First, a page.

This article is authored by London-based MOI Global instructor Massimo Fuggetta, founder, chairman and chief investment officer of Bayes Investments, advisors to the Made in Italy Fund, a mutual fund exclusively focused on Italian small-cap stocks.
Massimo authors the popular Bayes blog, named after Presbyterian minister and mathematician Thomas Bayes, who, in An Essay Towards Solving a Problem in the Doctrine of Chances, first formulated the theorem that bears his name.
Lord Darlington. What cynics you fellows are!
Cecil Graham. What is a cynic? [Sitting on the back of the sofa.]
Lord Darlington. A man who knows the price of everything and the value of nothing.
Cecil Graham. And a sentimentalist, my dear Darlington, is a man who sees an absurd value in everything, and doesn’t know the market price of any single thing.
(Lady Windermere’s Fan, Third Act)
The value of an asset is the discounted sum of its future payouts.
This definition is essentially tautological. All it says is that a tree is worth the fruits it bears, and that an apple for sure today is worth more than an apple maybe tomorrow. For most financial assets, payouts are in cash, so we say their value is the discounted sum of future cash flows, or DCF. But payouts can be non-monetary: Gold and works of art, for instance, repay the owner with security or pleasure. Live-in properties spare their owners the payment of a rent. I leave it to you to figure out the payouts of Bitcoin.
Payouts should not be confused with the proceeds from the sale of an asset. A sale just transfers the right to the payouts from the seller to the buyer. It is an exchange at an agreed price. The price might be higher or lower that what the seller paid to acquire the asset. But the entailed gain or loss comes from the sale, not from the asset. Who would buy a fruitless tree, if not with the intent to sell it to a greater fool who would also buy it for the same purpose?
Investors do not, or should not, disagree on what value is. But they do differ in the use they make of the concept, and in particular in the distinction they make between value and price. In this respect, we can divide them into three groups:
1. Grahamians. They place great significance on the concept of value, as distinct from the notion of price. They believe that values can and often do differ from prices.
2. Cynics. They place no significance on the concept of value. They believe there are no values, only prices.
3. Bogleheads. They are indifferent to the concept of value. They believe that, apart from some fleeting anomalies, there is no difference between values and prices.
Notice the similarity between Grahamians and Bogleheads: they both believe there is a magnetic force attracting prices to values. But Grahamians see the force as weak and variable, thus allowing other forces to open gaps between values and prices. While Bogleheads see it as strong and overpowering, thus preventing any significant gaps to open in the first place.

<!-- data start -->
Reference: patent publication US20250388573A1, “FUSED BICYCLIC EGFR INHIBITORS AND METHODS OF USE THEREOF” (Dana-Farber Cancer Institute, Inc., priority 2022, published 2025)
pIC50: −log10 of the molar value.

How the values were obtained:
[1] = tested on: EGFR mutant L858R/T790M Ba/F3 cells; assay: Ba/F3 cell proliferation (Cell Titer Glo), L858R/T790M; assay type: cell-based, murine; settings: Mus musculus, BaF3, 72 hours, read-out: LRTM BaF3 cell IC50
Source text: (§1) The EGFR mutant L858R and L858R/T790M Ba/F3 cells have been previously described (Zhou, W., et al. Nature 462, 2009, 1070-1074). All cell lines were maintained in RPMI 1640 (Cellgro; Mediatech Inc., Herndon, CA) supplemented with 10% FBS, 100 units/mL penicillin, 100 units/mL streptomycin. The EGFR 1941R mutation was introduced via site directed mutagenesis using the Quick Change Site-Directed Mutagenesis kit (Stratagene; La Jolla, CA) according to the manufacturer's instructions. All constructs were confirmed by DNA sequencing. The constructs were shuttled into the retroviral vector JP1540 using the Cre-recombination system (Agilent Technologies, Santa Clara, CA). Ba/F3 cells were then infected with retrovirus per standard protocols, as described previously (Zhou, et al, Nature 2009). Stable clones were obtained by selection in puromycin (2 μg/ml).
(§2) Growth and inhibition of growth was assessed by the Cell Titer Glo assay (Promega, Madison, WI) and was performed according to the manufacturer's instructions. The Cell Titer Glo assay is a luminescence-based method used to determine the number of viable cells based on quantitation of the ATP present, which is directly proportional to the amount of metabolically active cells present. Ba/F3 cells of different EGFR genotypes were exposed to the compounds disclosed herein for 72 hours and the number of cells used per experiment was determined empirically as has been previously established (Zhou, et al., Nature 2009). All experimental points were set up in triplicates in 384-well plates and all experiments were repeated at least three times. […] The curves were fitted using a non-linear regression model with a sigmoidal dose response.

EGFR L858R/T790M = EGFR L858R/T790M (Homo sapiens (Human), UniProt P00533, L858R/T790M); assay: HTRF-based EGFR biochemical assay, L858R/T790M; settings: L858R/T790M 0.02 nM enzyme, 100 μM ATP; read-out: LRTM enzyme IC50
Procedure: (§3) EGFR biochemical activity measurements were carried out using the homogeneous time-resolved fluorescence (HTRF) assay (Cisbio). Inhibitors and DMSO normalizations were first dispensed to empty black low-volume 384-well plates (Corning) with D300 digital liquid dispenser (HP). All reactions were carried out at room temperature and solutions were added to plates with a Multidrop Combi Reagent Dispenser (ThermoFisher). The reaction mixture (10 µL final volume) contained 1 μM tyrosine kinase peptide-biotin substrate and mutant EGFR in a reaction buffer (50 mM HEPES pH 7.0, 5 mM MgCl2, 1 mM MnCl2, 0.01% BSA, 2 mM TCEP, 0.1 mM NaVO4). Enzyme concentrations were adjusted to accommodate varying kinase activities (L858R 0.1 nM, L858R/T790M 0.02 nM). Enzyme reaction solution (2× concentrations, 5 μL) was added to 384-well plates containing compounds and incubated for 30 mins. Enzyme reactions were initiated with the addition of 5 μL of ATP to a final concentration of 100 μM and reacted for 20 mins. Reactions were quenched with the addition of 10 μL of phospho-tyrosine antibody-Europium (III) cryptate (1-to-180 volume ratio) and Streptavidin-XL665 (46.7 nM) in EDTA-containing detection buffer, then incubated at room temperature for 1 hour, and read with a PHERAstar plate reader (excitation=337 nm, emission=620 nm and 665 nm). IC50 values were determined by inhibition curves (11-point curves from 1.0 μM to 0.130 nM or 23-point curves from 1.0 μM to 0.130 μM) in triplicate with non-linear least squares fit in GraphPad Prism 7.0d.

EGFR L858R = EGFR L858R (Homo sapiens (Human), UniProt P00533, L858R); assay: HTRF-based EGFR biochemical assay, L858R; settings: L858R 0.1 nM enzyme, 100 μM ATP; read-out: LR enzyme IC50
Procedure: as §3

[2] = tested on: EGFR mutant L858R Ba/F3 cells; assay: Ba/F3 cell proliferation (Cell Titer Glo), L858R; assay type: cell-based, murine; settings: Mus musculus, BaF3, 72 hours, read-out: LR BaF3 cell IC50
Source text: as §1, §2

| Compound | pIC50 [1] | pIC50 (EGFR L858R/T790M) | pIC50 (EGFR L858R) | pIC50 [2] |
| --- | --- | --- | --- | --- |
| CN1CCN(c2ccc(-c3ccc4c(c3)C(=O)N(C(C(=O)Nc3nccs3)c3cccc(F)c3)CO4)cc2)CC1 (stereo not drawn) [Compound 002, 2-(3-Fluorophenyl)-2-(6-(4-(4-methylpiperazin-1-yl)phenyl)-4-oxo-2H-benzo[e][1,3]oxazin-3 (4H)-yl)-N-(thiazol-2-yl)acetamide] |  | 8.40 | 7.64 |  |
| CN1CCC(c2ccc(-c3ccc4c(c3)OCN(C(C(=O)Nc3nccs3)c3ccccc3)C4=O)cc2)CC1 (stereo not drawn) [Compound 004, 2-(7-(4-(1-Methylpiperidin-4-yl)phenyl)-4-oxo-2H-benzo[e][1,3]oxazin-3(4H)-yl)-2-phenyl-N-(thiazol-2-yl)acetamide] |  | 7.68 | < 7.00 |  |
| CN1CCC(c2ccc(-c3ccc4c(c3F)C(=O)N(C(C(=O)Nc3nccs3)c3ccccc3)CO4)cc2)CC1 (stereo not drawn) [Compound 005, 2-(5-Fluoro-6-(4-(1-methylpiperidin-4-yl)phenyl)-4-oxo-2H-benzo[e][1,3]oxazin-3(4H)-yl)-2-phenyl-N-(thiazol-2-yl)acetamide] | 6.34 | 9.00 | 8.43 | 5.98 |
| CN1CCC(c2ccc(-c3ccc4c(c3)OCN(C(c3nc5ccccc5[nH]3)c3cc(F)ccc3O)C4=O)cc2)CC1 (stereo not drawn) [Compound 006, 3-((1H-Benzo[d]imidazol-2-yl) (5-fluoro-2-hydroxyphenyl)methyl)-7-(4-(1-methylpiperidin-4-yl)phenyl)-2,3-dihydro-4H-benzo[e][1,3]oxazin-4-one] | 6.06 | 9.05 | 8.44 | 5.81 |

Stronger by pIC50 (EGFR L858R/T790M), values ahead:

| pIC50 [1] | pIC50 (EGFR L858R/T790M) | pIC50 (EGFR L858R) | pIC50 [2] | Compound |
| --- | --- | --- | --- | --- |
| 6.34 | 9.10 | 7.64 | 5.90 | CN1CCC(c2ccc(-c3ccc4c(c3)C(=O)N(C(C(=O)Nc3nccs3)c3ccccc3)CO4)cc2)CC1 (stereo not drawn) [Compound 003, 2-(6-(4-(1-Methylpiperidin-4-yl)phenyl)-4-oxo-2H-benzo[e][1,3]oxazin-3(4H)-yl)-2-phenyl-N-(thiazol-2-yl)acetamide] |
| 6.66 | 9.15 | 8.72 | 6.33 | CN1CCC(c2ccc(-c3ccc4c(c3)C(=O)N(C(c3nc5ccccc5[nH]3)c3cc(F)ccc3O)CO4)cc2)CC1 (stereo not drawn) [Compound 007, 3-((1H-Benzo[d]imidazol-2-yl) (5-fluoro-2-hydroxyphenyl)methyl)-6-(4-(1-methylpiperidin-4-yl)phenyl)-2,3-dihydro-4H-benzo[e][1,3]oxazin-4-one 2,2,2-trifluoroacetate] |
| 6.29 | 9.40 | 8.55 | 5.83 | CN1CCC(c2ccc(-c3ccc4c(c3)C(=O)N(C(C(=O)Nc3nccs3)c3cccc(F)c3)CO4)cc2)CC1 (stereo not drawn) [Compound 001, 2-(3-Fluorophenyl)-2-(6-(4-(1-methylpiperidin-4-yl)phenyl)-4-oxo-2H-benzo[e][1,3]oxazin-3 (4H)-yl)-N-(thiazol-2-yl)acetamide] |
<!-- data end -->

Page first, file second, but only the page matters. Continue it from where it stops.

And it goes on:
Cynics, on the other hand, believe there is no such a thing as value. They think prices are subject to various forces, but value magnetism is not one of them. In this sense, then, there is also a similarity between Cynics and Bogleheads: they both ignore value. Cynics see it as a pointless concept. Bogleheads think that, whatever it is, it is inseparable from price.
Their ignorance shows up whenever Cynics and Bogleheads talk about value. The most common misconception that unites them is the confusion between value and valuation. This is typically exemplified by their definition of a ‘value’ asset – e.g. a company stock – as one exhibiting a low ratio between its market price and some item on the company’s balance sheet, such as Net Income and Shareholders Equity. A ‘value stock’ – so they say – is one with a relatively low Price/Earnings or Price/Book Value ratio. Notice this is not what they believe: remember Cynics think there is no such a thing as value, and Bogleheads do not distinguish between value and price. But it is what they believe Grahamians think is a ‘value stock’. That is, they believe Grahamians think that value can be reduced to some function of E and BV, and that, therefore, a low P/E or P/BV is an appropriate measure of the gap between value and price.
This is obviously a gross misrepresentation. Any self-respecting Grahamian knows that “The whole idea of basing the value upon current earnings is inherently absurd“. The value of an asset is the discounted sum of its future payouts, and a company’s stream of payouts depends on its ability to earn a return on equity above its cost of capital, and on the value of equity increases accruing from its future investments (here is a sketch of how I look at it). To say that the value of a company can be represented by a number on its balance sheet is like saying that the value of an apple tree can be gauged by the look of one of its apples.
Still, the idle notion that lower P/E or P/BV stocks are ‘value stocks’ is pervasive, even beyond Cynics and Bogleheads. And so is the even sillier notion thar higher P/E and P/BV stocks are ‘growth stocks’. Worse, asset managers whose portfolios have stocks with lower than average valuation ratios are labelled ‘value managers’, while those invested in stocks with higher than average ratios are marked as ‘growth managers’.